New Chainplates

Clark November 30th, 2016

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I had to remove a few chainplates for an unrelated project and one of them broke upon removal. I guess I can count myself lucky it happened this way, rather than in full combat mode. Only 49 years old, and it just fell apart in my hand! I plan to write a strongly-worded letter to these Alpha England people about the quality of their product:
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I blame the dreaded crevice corrosion:
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Years ago I read something about replacing stainless chainplates with titanium, which is stronger, doesn’t corrode, doesn’t crack, and yada yada. I looked into it, and Holy Halyard Slaps! For the price of two simple (meaning flat), small, titanium chainplates I could buy enough 316 stainless bar stock in AND A BRAND NEW DRILL PRESS, which was long overdue:
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Upon further reflection, I might have made them out of silicon bronze, but if my 316 stainless chainplates last half as long as the old ones I’ll come out winning. Brion Toss has a good riff on the subject here.

After getting my bar stock from onlinemetals.com and my new benchtop drill press from good old Sears, I set to work. Cutting was straightforward with an angle grinder with a stainless cutting disc, followed by a grinding wheel.

Drilling holes was also straightforward, using the slowest speed on the drill press, and lots of cutting oil. The old chainplates were countersunk for flat head screws. This would not only be a lot of work, but it seems to me it reduces strength by removing material, and provides a lot of hidey holes for crevice corrosion. My new chainplates will have non-countersunk holes and round head screws, with heads standing proud.

Then comes the hard part: They say the way to prevent corrosion is to polish the chainplates to a mirror finish. I was more or less successful at this, but I started my sanding with a 50-grit disc on an angle grinder, which left some irregular gouges. In the real metal polishing world they have all kinds of wheel sanders for the heavy stuff. I moved up into my higher grits with an orbital sander, then stainless polishing compound on a polishing wheel. All went well, but in the final result I could still see the gouges from my angle grinding. I’d say it’s good enough, and still qualifies as a “mirror finish,” but a mirror finish on some ridges and valleys left by my aggressive angle grinding. I think a belt sander would do a better job, but my belt sander broke.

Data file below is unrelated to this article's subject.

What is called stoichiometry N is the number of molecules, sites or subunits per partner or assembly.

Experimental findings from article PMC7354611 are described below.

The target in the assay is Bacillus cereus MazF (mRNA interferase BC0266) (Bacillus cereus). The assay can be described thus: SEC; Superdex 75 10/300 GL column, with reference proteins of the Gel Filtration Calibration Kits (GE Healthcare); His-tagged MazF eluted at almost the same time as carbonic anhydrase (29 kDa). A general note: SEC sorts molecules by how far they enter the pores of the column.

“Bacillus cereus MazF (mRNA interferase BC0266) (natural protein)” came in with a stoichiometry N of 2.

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While I was at it I replaced the backing blocks on the interior with G10. The old backing blocks were teak:
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I’m on a kick lately of using butyl rubber, instead of polysulfide, for bedding deck hardware. Which is better? Ask me in twenty years. With butyl rubber it’s a long process of gradually tightening the fasteners over days or a week, as it is stiffer stuff, and takes a long time to squeeze out and find its place:
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What Is It?

Clark November 8th, 2016

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I was working on a boat in a dry storage area in San Leandro, California, when I saw the boat above. What this strange aperture in its side? On closer inspection the outside of the aperture has fixed vents, made out of plywood: